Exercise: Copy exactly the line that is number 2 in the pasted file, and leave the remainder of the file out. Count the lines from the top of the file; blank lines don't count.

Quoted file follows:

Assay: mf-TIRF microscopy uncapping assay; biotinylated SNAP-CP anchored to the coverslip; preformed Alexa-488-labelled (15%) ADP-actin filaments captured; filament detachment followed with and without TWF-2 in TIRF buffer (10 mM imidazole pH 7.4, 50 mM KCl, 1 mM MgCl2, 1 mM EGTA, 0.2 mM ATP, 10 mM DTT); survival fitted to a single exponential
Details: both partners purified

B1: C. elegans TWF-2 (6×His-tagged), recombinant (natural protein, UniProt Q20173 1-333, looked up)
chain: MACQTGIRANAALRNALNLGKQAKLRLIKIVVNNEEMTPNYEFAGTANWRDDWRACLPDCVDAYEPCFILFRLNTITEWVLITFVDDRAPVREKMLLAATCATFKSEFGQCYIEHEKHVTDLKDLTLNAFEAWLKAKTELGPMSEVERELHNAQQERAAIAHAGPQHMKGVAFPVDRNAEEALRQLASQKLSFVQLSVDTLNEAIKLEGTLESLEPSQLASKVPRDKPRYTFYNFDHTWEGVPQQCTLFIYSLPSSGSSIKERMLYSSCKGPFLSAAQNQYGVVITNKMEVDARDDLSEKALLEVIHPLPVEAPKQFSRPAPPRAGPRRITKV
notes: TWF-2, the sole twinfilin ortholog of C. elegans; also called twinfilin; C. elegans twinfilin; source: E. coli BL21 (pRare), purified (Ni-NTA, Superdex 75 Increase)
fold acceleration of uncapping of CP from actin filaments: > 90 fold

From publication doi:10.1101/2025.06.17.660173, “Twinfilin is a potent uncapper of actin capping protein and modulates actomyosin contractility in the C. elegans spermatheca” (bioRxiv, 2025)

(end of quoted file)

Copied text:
Details: both partners purified